* Glossary description 3) PEDOT-Tos (Poly(3,4-ethylenedioxythiophene)-tosylate): A conductive polymer material efficiently absorbs near infrared light.

The research team utilized this technology to prove the possibility of making precise vibrations with a wide frequency bandwidth4) by creating a 3x3 LED sequence made of nine 1cm2 units. The team believes the size will be easily applied to a much larger area.

* Glossary description 4) "Frequency bandwidth" refers to the range that can control the vibration per second (Hz). Humans are known to react most sensitively to vibrations in the range of 100-200 Hz, gentle to high frequencies and rough to lower frequencies. The wider the range, the more varied the frequency can express vibration. Currently the new technology can express 125-300 Hz.

The latest trend in the automobile industry includes the use of one touch-screen integrated with various control functions including navigation, media, and mutual assistance systems in place of traditional operative devices, such as buttons or dials. Currently, feedback per touch input is simple; through this new technology, however, tactile sensations to turn a dial, press a button, slide and the like can be simultaneously added.

The technology offers durability in particular as it does not include an electric structure in the film for easy application to a thin and flexible display screen. As it can integrate well with the currently active field of flexible devices, it is expected to be applied to various researches.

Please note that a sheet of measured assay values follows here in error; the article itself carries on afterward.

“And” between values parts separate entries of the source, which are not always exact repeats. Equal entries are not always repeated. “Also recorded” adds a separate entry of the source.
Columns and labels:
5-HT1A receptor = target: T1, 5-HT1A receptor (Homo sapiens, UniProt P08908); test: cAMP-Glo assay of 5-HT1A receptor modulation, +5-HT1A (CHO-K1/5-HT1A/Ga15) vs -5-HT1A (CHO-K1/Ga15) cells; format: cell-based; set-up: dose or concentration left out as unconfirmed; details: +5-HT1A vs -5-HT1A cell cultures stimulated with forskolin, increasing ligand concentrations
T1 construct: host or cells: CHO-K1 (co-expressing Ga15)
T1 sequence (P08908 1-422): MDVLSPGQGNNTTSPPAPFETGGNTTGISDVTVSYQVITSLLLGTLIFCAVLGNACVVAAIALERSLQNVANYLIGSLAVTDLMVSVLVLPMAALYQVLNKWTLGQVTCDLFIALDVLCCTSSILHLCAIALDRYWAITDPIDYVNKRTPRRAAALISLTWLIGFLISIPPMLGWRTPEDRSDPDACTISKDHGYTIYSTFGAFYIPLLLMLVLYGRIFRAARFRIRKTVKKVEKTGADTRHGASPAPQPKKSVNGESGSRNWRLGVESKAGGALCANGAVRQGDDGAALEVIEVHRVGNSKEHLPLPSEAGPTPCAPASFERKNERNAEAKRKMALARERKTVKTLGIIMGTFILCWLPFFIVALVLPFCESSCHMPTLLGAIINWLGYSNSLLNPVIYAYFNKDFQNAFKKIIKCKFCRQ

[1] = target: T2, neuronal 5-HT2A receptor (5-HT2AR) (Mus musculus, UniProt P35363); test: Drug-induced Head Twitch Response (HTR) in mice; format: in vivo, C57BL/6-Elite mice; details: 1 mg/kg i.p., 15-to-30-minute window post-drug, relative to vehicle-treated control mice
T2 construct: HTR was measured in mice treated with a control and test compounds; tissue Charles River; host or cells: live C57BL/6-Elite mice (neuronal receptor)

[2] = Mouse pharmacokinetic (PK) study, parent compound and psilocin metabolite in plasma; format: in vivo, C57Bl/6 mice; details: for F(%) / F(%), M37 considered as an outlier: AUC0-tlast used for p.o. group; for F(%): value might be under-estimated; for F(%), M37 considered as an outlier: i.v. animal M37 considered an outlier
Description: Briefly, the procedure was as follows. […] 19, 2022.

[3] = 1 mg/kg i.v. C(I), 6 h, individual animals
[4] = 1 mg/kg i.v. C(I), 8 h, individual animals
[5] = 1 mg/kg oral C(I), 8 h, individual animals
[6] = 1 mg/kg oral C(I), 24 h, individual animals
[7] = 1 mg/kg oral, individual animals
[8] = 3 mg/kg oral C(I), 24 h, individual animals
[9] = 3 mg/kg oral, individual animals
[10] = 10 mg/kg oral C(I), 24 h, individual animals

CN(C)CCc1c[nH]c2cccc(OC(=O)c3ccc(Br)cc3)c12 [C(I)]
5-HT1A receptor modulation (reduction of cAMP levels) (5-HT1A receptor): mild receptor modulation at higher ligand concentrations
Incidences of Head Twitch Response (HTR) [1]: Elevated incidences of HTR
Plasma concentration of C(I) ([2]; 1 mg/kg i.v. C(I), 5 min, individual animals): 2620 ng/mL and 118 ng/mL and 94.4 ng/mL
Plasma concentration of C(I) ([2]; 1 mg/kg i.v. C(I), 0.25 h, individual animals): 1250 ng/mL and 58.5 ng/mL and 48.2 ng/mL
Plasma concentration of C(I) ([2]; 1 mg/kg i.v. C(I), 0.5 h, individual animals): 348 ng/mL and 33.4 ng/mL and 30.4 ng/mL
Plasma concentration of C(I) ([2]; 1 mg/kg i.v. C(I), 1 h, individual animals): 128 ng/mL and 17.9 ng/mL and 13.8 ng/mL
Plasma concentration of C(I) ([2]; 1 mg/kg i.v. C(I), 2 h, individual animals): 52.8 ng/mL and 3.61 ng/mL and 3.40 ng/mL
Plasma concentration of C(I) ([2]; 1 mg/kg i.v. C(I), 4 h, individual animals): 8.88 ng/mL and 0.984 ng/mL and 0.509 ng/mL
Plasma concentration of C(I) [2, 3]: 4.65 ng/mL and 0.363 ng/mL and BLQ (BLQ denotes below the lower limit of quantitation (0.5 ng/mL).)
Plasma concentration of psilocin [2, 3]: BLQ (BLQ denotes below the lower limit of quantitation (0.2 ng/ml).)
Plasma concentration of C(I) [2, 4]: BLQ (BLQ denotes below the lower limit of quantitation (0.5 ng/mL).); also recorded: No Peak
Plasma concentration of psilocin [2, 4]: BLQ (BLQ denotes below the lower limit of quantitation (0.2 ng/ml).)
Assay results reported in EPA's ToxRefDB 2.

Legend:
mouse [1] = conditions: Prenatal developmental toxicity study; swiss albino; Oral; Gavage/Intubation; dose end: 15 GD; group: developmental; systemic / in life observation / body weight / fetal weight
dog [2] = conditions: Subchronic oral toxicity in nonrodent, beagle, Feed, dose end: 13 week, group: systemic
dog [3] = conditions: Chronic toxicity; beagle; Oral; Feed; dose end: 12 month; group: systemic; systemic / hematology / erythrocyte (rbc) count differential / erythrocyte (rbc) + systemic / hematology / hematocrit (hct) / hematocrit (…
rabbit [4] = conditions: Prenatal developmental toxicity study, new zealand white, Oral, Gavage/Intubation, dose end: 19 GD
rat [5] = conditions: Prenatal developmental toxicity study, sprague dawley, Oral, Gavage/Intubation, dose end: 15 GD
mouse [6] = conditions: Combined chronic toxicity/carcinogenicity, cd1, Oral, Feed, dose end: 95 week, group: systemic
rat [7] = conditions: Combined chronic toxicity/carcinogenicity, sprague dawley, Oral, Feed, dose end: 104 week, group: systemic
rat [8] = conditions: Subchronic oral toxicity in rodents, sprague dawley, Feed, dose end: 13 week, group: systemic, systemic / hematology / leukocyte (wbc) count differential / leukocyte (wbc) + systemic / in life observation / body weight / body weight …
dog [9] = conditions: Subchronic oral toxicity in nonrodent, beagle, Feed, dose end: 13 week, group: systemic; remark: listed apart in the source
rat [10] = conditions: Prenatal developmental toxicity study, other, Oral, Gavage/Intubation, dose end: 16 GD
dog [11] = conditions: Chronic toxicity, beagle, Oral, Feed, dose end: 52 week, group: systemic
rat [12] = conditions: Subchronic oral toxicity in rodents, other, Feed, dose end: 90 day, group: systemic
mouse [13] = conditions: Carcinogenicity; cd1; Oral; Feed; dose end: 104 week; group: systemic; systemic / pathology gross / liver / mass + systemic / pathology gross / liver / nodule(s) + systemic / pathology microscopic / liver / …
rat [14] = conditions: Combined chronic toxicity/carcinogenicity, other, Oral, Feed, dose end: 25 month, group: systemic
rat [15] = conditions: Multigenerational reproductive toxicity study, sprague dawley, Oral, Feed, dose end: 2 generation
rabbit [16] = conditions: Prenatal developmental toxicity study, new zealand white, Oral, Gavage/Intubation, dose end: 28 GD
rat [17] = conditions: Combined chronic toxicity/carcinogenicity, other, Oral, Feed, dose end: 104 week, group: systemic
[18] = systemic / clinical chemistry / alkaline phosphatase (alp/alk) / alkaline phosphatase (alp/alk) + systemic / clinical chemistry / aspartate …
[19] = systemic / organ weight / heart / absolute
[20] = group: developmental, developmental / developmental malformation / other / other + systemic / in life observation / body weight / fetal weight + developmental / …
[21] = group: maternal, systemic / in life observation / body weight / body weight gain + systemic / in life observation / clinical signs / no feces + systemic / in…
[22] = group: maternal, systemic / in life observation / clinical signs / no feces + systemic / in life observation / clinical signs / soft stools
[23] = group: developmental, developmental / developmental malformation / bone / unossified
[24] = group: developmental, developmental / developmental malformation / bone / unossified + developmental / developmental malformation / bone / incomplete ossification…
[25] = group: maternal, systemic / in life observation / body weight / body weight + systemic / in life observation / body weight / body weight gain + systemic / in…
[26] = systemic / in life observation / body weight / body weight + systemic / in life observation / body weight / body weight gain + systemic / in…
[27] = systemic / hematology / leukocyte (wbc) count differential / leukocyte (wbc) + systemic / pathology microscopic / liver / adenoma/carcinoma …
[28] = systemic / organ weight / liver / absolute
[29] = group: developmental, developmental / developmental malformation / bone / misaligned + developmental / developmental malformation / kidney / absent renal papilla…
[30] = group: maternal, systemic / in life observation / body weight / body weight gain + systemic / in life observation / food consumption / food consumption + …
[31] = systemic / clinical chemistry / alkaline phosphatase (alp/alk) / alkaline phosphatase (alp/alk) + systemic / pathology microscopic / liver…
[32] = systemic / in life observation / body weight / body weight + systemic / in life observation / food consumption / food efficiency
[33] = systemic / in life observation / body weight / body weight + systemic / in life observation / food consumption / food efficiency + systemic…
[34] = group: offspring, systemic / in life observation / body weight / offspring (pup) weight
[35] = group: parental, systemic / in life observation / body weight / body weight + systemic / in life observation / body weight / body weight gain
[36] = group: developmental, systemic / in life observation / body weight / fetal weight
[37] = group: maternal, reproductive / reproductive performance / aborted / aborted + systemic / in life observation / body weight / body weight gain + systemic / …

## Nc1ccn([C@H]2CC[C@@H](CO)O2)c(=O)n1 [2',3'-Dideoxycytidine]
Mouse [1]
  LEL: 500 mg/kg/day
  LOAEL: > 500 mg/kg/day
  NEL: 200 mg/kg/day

The research team also expects to utilize the new technology as an alternative to supplement Braille by grafting it with information devices for the visually challenged. It plans to make an effort to commercialize the technology for automobiles, touch-screen devices, electronic displays, smartphones and more.

"The technology is expected to be used widely to support people who are vulnerable with information, such as the visually challenged, by practically applying the original technology designed to deliver information through tactile sensation," said Shin Hyung-cheol, head of the Human Enhancement & Assistive Technology Research Section at ETRI.

The research team is currently engaged in follow-up studies to create vibrations that are strong enough for users to feel the sensation by increasing the efficiency of light-to-vibration energy conversion and to reduce the consumption of electric energy.

This performance was part of the project titled "Research on the Original Technology of Human-centered Autonomous Intelligent Systems" supported by the Korean Ministry of Science and ICT (MSIT). The research team at ETRI has published 10 academic theses and applied for 7 patents related to this technology. Reference A Light-Driven Vibrotactile Actuator with a Polymer Bimorph Film for Localized Haptic Rendering

Inwook Hwang, Hyeong Jun Kim, Seongcheol Mun, Sungryul Yun, and Tae June Kang

Contact Tae June Kang Department of Mechanical Engineering Inha University +82 (032)-860-7304